Anthro in the news 4/20/15

  • On human understanding

Tanya Luhrmann published an op-ed in The New York Times exploring how people around the world can use multiple angles that might include both Western scientific ways of thinking and “belief”-based thinking. She cites the work of psychologist Cristine H. Legare and colleagues “…who recently demonstrated that people use both natural and supernatural explanations in this interdependent way across many cultures. They tell a story, as recounted by Tracy Kidder’s book on the anthropologist and physician Paul Farmer, about a woman who had taken her tuberculosis medication and been cured — and who then told Dr. Farmer that she was going to get back at the person who had used sorcery to make her ill. ‘But if you believe that,’ he cried, ‘why did you take your medicines?’ In response to the great doctor she replied, in essence, ‘Honey, are you incapable of complexity?’”

  • Not a “medical moon shot”

An article in The New York Times reviewed Partners in Health’s aspirations and challenges in addressing Ebola in West Africa:

“Partners in Health, a Boston-based charity dedicated to improving health care for people in poor countries, signed on to the Ebola fight last fall with high ambitions. Unlike Doctors Without Borders and other relief agencies that specialize in acute response to crises, Partners in Health pledged to support the deeply inadequate health systems in Sierra Leone and Liberia for the long haul. Its leaders also publicly criticized the low level of care provided to Ebola patients and promised that its treatment units would do better. “’Let’s have a medical moon shot,’ the group’s co-founder, Dr. Paul Farmer, said last October.  But the medical group, which had never responded to an Ebola outbreak before and had rarely worked in emergencies, encountered serious challenges.” [Blogger’s note: Nonetheless, without a doubt, PIH did save lives. Whether or not they will be able to effect long-term preventive changes awaits to be seen.]

  • Take that anthro degree and…

…become a community life director and chef. Liana Hernandez is the community life director and executive chef at the YWCA in Tucson, Arizona. Having studied anthropology at the University of Arizona, she gained from it an understanding of the imbalance that exists between marginalized communities of color and the dominant ones in the U.S. This insight, coupled with a strong sense of social service, drives her work at the YWCA where she says she is “setting the table for change,” an image that she takes seriously. Continue reading “Anthro in the news 4/20/15”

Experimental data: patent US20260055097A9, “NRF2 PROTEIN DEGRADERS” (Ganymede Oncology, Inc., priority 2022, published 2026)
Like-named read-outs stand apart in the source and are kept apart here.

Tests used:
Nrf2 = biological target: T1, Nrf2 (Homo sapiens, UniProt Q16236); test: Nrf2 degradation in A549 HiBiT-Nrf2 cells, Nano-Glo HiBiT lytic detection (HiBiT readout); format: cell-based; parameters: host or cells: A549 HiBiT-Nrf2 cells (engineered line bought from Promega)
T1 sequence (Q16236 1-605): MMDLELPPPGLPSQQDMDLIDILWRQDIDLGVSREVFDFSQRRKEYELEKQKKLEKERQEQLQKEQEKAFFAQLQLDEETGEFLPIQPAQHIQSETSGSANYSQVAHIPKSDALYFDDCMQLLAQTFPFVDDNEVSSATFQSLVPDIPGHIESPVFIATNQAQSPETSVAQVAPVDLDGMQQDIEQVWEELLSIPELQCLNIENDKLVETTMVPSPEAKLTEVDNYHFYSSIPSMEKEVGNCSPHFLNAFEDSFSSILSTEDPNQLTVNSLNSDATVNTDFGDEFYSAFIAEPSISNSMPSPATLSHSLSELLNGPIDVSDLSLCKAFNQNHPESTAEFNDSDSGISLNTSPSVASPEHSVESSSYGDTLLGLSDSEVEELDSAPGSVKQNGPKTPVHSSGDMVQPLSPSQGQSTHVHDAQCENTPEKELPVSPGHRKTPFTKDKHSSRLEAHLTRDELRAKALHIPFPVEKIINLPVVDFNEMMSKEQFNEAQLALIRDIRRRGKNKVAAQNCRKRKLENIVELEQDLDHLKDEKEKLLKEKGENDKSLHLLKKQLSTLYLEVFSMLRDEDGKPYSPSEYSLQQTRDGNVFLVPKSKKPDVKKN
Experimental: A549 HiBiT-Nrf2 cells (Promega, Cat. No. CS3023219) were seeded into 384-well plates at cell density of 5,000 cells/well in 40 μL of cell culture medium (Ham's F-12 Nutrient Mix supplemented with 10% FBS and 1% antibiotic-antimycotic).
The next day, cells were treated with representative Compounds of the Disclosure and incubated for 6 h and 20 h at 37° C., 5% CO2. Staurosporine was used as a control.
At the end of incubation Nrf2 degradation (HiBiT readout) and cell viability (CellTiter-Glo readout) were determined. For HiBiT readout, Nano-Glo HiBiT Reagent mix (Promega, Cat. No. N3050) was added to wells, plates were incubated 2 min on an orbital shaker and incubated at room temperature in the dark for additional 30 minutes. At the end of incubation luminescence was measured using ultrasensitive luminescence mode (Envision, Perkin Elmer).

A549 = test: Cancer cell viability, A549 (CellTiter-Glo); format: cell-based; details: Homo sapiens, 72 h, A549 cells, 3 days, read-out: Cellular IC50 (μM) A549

Anthro in the news 10/20/14

  • Anthro advice: Don’t panic over Ebola

An article in the Springfield News/Sun (Ohio) on the Ebola epidemic advised against panic in the U.S.  It quoted Simanti Dasgupta, an anthropology professor at the University of Dayton in Ohio. According to Dasgupta, this disease can further the “othering” of Africa as a “wholly dark” place rather than a continent that encompasses deserts, jungles as well as ports and big cities. Continue reading “Anthro in the news 10/20/14”

Anthro in the news 4/14/14

• Health equity, smart aid, and “stupid deaths”

KPBS radio (San Diego) interviewed medical anthropologist and health activist Paul Farmer about how to improve health care around the world.

Farmer talked about how to ensure equal access to health care through smart aid and the need to avoid what he calls “stupid deaths.” He comments on the “equity approach” in responding to a question about the aftermath of the Rwanda genocide.

He also addresses tough questions about HIV/AIDs and how to help the poorest people.

• Jim Kim: On leadership and cholera

The Washington Post carried a brief interview (embedded below) with Jim Yong Kim, president of the World Bank and a medical anthropologist and physician.

Kim discusses leadership and the need to develop a thick skin, in some areas, and openness in others.

During the April 12 meetings of the World Bank, Kim called for a renewed sense of urgency and more coordination from the international community to help Haiti eliminate cholera, which has killed thousands of Haitians since its outbreak in October 2010.

http://www.washingtonpost.com/posttv/c/embed/b4e9c246-c0ee-11e3-9ee7-02c1e10a03f0

Continue reading “Anthro in the news 4/14/14”